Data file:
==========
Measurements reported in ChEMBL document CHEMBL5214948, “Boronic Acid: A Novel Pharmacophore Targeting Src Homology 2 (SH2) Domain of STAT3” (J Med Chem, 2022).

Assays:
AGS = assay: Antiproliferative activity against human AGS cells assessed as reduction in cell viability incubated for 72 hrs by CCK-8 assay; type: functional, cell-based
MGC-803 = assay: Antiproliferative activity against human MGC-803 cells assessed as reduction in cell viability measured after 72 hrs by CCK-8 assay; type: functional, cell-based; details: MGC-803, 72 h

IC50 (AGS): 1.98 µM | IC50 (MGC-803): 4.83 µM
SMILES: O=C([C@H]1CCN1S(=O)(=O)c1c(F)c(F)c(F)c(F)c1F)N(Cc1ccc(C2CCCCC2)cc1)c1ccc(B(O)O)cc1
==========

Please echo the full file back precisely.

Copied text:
Measurements reported in ChEMBL document CHEMBL5214948, “Boronic Acid: A Novel Pharmacophore Targeting Src Homology 2 (SH2) Domain of STAT3” (J Med Chem, 2022).

Assays:
AGS = assay: Antiproliferative activity against human AGS cells assessed as reduction in cell viability incubated for 72 hrs by CCK-8 assay; type: functional, cell-based
MGC-803 = assay: Antiproliferative activity against human MGC-803 cells assessed as reduction in cell viability measured after 72 hrs by CCK-8 assay; type: functional, cell-based; details: MGC-803, 72 h

IC50 (AGS): 1.98 µM | IC50 (MGC-803): 4.83 µM
SMILES: O=C([C@H]1CCN1S(=O)(=O)c1c(F)c(F)c(F)c(F)c1F)N(Cc1ccc(C2CCCCC2)cc1)c1ccc(B(O)O)cc1